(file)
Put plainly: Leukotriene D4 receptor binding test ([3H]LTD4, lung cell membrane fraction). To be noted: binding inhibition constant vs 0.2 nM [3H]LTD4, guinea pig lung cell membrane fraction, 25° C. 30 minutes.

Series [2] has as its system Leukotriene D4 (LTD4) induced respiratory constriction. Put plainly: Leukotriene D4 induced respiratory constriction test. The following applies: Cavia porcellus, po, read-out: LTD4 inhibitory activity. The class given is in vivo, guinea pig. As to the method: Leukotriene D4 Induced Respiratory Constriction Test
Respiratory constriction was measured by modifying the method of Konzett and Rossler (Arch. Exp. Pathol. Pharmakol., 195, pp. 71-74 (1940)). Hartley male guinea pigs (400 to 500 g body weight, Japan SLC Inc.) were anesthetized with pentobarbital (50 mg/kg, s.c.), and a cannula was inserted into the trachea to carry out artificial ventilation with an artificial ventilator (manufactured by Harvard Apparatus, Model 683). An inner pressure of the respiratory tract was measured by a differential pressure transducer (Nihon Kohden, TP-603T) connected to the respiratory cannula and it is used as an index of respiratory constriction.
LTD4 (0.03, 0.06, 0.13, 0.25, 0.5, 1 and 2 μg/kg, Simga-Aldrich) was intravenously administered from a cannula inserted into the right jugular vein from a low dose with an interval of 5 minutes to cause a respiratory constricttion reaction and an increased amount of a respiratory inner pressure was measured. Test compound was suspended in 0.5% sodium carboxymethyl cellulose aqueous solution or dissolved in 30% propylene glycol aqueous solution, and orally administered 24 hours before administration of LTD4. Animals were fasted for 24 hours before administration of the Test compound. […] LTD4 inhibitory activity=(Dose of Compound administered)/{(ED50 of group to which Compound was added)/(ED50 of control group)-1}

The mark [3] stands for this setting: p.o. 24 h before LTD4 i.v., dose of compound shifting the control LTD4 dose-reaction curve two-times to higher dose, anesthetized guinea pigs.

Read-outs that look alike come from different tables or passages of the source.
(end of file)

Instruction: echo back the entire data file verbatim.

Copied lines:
Put plainly: Leukotriene D4 receptor binding test ([3H]LTD4, lung cell membrane fraction). To be noted: binding inhibition constant vs 0.2 nM [3H]LTD4, guinea pig lung cell membrane fraction, 25° C. 30 minutes.

Series [2] has as its system Leukotriene D4 (LTD4) induced respiratory constriction. Put plainly: Leukotriene D4 induced respiratory constriction test. The following applies: Cavia porcellus, po, read-out: LTD4 inhibitory activity. The class given is in vivo, guinea pig. As to the method: Leukotriene D4 Induced Respiratory Constriction Test
Respiratory constriction was measured by modifying the method of Konzett and Rossler (Arch. Exp. Pathol. Pharmakol., 195, pp. 71-74 (1940)). Hartley male guinea pigs (400 to 500 g body weight, Japan SLC Inc.) were anesthetized with pentobarbital (50 mg/kg, s.c.), and a cannula was inserted into the trachea to carry out artificial ventilation with an artificial ventilator (manufactured by Harvard Apparatus, Model 683). An inner pressure of the respiratory tract was measured by a differential pressure transducer (Nihon Kohden, TP-603T) connected to the respiratory cannula and it is used as an index of respiratory constriction.
LTD4 (0.03, 0.06, 0.13, 0.25, 0.5, 1 and 2 μg/kg, Simga-Aldrich) was intravenously administered from a cannula inserted into the right jugular vein from a low dose with an interval of 5 minutes to cause a respiratory constricttion reaction and an increased amount of a respiratory inner pressure was measured. Test compound was suspended in 0.5% sodium carboxymethyl cellulose aqueous solution or dissolved in 30% propylene glycol aqueous solution, and orally administered 24 hours before administration of LTD4. Animals were fasted for 24 hours before administration of the Test compound. […] LTD4 inhibitory activity=(Dose of Compound administered)/{(ED50 of group to which Compound was added)/(ED50 of control group)-1}

The mark [3] stands for this setting: p.o. 24 h before LTD4 i.v., dose of compound shifting the control LTD4 dose-reaction curve two-times to higher dose, anesthetized guinea pigs.

Read-outs that look alike come from different tables or passages of the source.